Batshaw, Beaconsfielders bury hatchet

Batshaw, Beaconsfielders bury hatchet

By Robert Frank

Construction firm Consoltec has been awarded the contract to build Batshaw Youth and Family Centres’ new open-custody facility for troubled youth in Beaconsfield and will begin digging by the end of September.

The many-windowed building will occupy just 17 per cent of the site. According to architect Louise Bédard, it will be certified to a stringent environmental standard known as LEED Silver and comprise 72 geothermal wells for heating.

“I won’t hide that there was a certain level of trepidation, anxiety and concern when this project was first announced,” city Councillor Pierre Demers acknowledged during a Sept. 11 sod-turning ceremony.

Today, Beaconsfield Citizens Association member Al Gardiner reports that he is satisfied that Batshaw has responded satisfactorily to every single concern that citizens have raised.

“In January we had a big surprise, because no one seemed to know what was going on with this $50 million project,” he told The Suburban. “It should serve as a lesson to future mayors of the city to pass on information to the community and to city council.”

“Together with representatives of the city, Mr. Gardiner and other citizens met with Batshaw and, at the end of the day, everyone walked out satisfied,” Demers declared. “Batshaw was willing to listen to Beaconsfielders and consequently will be able to continue its amazing work here.”

Meanwhile, Portage’s substance abuse program, which has operated a youth residence in a brick cottage on the site for the past 12 years, won a reprieve until December 2014, when Batshaw hopes to implement its next phase of construction.

“We’re still working on finding an alternative location,” Portage spokeswoman Seychelle Harding told The Suburban. “We’d love to stay in the area, but there’s not much suitable real estate for sale here in Beaconsfield.

The new building, which will house 24 youth, is the first phase of Batshaw’s project, which is slated for completion by June 2015.

Though the regional health authority has yet to approve funding for the second phase of Batshaw construction, chairwoman Judy Martin remained optimistic.

“The agency has all our plans, which just need to be approved,” she said. “We’re pretty much ready to go.”

“We’re getting a lot of support from the agency, as well as verbal support from the ministry,” Martin continued. “A senior official, Véronique Hivon, visited our existing facility in Dorval and lunched with the kids together with [Batshaw director-general] Margaret Douek.”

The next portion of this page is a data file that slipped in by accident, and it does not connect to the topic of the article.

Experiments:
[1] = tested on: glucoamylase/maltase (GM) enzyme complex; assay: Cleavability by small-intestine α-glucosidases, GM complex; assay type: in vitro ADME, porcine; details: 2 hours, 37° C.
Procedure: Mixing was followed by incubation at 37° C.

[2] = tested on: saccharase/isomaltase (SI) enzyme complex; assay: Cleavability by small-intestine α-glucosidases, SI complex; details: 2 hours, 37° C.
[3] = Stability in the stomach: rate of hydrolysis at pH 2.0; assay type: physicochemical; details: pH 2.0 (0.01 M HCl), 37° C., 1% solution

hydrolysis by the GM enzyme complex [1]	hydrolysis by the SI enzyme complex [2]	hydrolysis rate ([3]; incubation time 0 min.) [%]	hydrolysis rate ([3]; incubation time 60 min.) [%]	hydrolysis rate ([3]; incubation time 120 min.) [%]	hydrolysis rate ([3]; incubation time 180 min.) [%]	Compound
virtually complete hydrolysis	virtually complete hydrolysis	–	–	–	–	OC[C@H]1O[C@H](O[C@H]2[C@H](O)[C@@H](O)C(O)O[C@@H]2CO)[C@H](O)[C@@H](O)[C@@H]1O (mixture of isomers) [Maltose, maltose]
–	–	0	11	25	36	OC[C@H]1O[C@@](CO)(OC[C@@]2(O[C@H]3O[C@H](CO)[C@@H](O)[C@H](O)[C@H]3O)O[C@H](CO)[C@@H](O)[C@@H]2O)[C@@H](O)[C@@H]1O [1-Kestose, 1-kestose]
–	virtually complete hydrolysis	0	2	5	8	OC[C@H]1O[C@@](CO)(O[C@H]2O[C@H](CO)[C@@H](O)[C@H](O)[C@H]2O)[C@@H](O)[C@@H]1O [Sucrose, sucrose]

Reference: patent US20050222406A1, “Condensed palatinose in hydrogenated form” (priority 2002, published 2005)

“She has a good understanding of our kids and their needs, as well as what we do.”

Martin conceded that Batshaw became wary of the not-in-my-backyard backlash that it encountered in every community where it considered locating its facilities.

“Years ago, we found an ideal site on the grounds of the Douglas Hospital,” she recalled. “When neighbours found out about the project, though, Verdun city council backed down.”

Despite overcoming most residents’ initial objections, mayoral candidate Hela Labene told The Suburban that some of the project’s neighbours remain disgruntled.

“You have to go door-to-door to understand what citizens are feeling,” she said. “A 70-year-old man on Evergreen told me that he wants to sell his house within ten years, but now he can’t because he will have prisoners in his back yard.”

“People feel that [the equity value of their home will provide for] their retirement, but in the end these people will have to work longer.”

“It’s a good project, but I have to ring the bell for all those who are concerned,” she concluded. “It will be a huge building, that’s the sad part.

(Extreme left and right) Beaconsfield city councilors Wade Staddon and Pierre Demers fêted Batshaw chairwoman Judy Martin and director-general Margaret Douek (centre left and right) for their responsiveness to Beaconsfielders’ concerns.
(Photo © Robert Frank)

The Portage substance-abuse program needs to find new premises to replace the brick cottages, slated for demolition, where its youth currently reside for 4-6 months, while they turn their lives around.
(Photo © Robert Frank)

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